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|Product title :||
Emerging viral zoonoses: hantavirus infections
|Author(s) :||D.A.M. Enria & S.C. Levis|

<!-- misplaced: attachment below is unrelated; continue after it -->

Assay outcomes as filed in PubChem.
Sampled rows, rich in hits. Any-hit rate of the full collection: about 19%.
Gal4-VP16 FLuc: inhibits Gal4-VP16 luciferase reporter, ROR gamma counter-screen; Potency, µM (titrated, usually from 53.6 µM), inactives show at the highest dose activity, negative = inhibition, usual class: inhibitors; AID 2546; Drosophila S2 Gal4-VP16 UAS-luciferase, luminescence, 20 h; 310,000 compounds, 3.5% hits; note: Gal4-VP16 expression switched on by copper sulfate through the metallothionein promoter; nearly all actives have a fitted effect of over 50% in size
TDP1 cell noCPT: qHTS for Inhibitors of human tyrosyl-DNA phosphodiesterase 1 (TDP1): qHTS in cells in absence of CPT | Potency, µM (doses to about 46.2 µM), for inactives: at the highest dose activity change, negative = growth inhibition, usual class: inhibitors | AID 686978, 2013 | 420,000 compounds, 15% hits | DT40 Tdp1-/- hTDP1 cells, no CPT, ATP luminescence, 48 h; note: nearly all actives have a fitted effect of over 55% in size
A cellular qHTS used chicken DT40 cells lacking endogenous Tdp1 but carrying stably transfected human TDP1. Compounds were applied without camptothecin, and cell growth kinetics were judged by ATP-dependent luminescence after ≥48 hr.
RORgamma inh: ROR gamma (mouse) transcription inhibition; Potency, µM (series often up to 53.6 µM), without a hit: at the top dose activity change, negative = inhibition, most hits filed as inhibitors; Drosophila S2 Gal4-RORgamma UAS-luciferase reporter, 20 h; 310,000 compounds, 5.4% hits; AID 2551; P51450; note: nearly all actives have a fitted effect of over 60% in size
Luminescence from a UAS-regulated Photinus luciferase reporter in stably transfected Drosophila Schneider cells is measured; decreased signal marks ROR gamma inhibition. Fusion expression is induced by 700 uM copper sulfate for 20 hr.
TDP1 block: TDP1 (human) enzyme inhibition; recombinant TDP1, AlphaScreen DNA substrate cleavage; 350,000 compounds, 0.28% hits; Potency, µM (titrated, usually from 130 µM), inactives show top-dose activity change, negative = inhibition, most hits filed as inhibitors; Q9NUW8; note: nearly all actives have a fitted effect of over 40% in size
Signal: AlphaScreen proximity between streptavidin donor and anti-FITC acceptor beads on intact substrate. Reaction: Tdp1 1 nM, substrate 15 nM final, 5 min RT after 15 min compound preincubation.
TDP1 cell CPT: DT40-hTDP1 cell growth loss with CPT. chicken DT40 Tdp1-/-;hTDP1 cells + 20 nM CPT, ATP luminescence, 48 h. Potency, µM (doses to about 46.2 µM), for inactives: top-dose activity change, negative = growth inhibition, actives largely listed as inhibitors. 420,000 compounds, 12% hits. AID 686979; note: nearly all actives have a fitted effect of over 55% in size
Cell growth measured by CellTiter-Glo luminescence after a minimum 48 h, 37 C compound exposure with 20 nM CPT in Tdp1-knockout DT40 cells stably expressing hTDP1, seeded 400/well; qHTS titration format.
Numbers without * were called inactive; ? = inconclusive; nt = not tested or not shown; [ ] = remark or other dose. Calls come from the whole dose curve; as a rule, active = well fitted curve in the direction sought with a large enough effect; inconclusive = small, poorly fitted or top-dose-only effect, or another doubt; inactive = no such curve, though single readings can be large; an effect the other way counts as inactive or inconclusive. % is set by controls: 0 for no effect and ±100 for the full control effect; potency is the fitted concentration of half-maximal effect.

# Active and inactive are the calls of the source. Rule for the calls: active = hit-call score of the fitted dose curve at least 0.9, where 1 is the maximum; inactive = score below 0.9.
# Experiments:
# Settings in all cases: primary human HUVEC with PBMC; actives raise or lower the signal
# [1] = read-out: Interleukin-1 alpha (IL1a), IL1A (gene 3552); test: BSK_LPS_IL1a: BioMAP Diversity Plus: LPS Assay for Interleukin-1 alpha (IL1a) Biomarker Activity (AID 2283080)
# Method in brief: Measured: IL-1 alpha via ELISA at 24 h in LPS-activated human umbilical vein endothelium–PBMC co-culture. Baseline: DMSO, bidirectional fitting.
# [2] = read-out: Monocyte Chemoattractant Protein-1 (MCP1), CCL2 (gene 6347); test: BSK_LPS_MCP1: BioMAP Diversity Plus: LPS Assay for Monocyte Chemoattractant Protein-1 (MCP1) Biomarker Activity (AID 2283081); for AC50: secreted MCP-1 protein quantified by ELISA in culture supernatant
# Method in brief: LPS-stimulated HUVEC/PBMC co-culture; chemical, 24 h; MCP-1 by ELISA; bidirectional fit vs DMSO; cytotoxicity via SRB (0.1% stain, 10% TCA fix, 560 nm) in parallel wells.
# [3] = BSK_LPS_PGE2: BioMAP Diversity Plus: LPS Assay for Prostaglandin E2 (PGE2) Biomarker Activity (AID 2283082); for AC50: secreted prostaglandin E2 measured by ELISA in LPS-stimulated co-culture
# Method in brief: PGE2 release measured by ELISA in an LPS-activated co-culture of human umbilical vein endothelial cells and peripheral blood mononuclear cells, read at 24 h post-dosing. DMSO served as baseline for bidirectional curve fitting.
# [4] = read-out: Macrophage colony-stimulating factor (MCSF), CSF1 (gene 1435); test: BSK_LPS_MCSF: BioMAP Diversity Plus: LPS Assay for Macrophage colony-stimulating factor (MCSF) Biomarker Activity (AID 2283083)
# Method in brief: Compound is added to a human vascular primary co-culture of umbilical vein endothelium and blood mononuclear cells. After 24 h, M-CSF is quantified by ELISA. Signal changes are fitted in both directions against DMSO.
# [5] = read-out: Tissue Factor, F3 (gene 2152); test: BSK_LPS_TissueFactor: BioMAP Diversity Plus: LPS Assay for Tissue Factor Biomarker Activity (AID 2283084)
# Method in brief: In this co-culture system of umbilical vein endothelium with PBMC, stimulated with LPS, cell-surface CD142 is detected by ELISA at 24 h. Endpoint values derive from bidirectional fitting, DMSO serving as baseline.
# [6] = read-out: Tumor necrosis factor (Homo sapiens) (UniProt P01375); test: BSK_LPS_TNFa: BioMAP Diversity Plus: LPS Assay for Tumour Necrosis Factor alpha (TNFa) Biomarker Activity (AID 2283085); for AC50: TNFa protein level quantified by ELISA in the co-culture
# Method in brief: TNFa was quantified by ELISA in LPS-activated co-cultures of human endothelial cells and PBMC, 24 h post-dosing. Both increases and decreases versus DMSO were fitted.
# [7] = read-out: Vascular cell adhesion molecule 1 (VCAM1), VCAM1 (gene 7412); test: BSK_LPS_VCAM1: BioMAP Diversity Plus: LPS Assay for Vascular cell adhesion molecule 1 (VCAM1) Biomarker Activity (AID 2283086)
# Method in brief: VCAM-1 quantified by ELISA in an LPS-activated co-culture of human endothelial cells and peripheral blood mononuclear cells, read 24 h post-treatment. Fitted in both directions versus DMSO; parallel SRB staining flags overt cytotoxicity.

Hantaviruses are rodent-borne agents belonging to the Bunyaviridae family. These viruses, which are found throughout Europe, Asia and the Americas, are maintained by different species of rodents, in which they produce chronic, inapparent infections. Humans become infected through contact with urine, saliva or faeces from infected rodents, mainly via the aerosol route. In humans, clinical disease occurs in the form of two major syndromes: haemorrhagic fever with renal syndrome (HFRS) or hantavirus pulmonary syndrome (HPS). Haemorrhagic fever with renal syndrome mainly occurs in Europe and Asia and HPS has only ever been reported in the Americas. Person-to-person transmission of hantaviruses, although uncommon, was described during an outbreak of HPS in southern Argentina. Most epidemics of HFRS and HPS occur in areas with large populations of rodents that have a relatively high prevalence of infection.